We present the first ancient DNA data from the Pre-Pottery Neolithic of Mesopotamia (Southeastern Turkey and Northern Iraq), Cyprus, and the Northwestern Zagros, along with the first data from Neolithic Armenia. We show that these and neighboring populations were formed through admixture of pre-Neolithic sources related to Anatolian, Caucasus, and Levantine hunter-gatherers, forming a Neolithic continuum of ancestry mirroring the geography of West Asia. By analyzing Pre-Pottery and Pottery Neolithic populations of Anatolia, we show that the former were derived from admixture between Mesopotamian-related and local Epipaleolithic-related sources, but the latter experienced additional Levantine-related gene flow, thus documenting at least two pulses of migration from the Fertile Crescent heartland to the early farmers of Anatolia.

    https://www.science.org/doi/10.1126/science.abq0762
    Wow, finally Mesopotamia. Thanks for the great paper.
    “If anyone can refute me—show me I’m making a mistake or looking at things from the wrong perspective—I’ll gladly change. It’s the truth I’m after, and the truth never harmed anyone. What harms us is to persist in self-deceit and ignorance.” – Marcus Aurelius, Meditations, Book VI, 21

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    Quote Originally Posted by Angela View Post
    Thank you very much, Anfanger.

    Finally! Mesopotamia!

    My God, Lazaridis has been really quiet for a long time for a very good reason; he's been really busy!

    It's an embarrassment of riches to use an old saying; I'm feeling a bit overwhelmed, but I will read it carefully.
    I second that.

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    Moderator Pax Augusta's Avatar
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    Thanks, Anfänger!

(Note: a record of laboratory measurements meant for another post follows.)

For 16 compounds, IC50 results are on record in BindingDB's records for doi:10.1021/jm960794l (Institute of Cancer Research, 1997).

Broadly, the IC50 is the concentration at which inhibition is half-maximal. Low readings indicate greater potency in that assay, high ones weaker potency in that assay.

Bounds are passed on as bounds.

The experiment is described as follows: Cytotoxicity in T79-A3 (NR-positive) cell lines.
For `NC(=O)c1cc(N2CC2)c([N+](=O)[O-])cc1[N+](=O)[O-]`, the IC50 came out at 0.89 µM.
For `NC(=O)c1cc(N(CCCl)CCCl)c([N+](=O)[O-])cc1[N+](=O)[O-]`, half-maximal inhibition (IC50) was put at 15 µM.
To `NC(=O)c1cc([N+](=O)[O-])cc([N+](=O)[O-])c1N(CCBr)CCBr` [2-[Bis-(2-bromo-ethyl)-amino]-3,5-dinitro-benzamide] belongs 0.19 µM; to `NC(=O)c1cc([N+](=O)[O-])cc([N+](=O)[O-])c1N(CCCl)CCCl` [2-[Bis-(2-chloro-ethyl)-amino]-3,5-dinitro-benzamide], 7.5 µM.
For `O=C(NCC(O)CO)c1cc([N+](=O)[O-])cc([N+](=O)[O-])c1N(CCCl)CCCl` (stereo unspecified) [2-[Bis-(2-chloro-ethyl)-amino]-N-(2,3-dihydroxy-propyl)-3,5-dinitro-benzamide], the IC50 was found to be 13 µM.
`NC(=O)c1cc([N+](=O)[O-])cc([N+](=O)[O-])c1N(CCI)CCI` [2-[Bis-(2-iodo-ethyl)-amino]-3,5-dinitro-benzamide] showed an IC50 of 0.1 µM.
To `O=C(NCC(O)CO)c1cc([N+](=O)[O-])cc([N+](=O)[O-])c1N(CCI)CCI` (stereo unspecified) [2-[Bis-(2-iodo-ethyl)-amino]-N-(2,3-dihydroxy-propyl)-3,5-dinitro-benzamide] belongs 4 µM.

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    Is the paper behind a paywall?

  8. #8
    researcher eupator's Avatar
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    2 members found this post helpful.
    Quote Originally Posted by lockdownboredom View Post
    Is the paper behind a paywall?

    All 3 PDFs: https://we.tl/t-w2KerbTN9U

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    Quote Originally Posted by eupator View Post
    All 3 PDFs:
    Legend, thanks a bunch.

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    Moderator Pax Augusta's Avatar
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    Quote Originally Posted by lockdownboredom View Post
    Is the paper behind a paywall?
    You must thank eupator

    https://we.tl/t-w2KerbTN9U


    Edit

    I was replying in another thread and did not see that you had already replied, eupator

  11. #11
    Regular Member Anfänger's Avatar
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    You're welcome guys!

    Unfortunately, as I expected, there is no DNA from Sumerian sites but from further north in Upper Mesopotamia and the samples from the southern Caucasus are all already mixed with Anatolian_Neolithic DNA. I hoped that there were samples from 6500-6000BC but not in the southern arc papers.

    Here is the PCA:

    Attachment 13523

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    Quote Originally Posted by eupator View Post
    eupator: Many Thanks for the pdf versions of the papers.

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    Distance to: IRQ_Nemrik9_PPN_I6445
    1.14161134 IQ_Babylon
    1.18688463 IQ_Anbar
    1.20103194 Kurdish_Jew
    1.23508165 IQ_Maysan
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    1.29633377 IQ_Mandean
    1.32909358 IQ_Basra
    1.37354897 Iranian_Jew
    1.37885556 IQ_Marsh_Arabs


    Distance to: IRQ_Nemrik9_LBA_I6441
    0.90837549 Iraqi_Jew
    1.15744384 IQ_Mandean
    1.21651228 IQ_Chaldean
    1.22167177 Mountain_Jew
    1.27443870 Hatay_Nusayri
    1.27863130 IQ_Syriac
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    1.33672388 Kurdish_Jew
    1.36657733 Iranian_Jew
    1.36940339 Georgian_Jew


    Distance: 9.6905% / 9.69049021
    Target: IRQ_Nemrik9_PPN_I6445
    20.2 IQ_Zhi-Qar
    17.9 Iraqi_Jew
    14.1 Kurd_IR
    11.5 Bakhtiari
    10.7 IQ_Babylon
    9.0 IQ_Mandean
    7.9 Armenian_North-Central
    4.6 GEO_Ratcha
    4.1 Saudi_Arabian
    Distance: 8.1829% / 8.18287650
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    62.6 Iraqi_Jew
    16.5 Lebanon_Maronite
    10.6 GEO_Adjar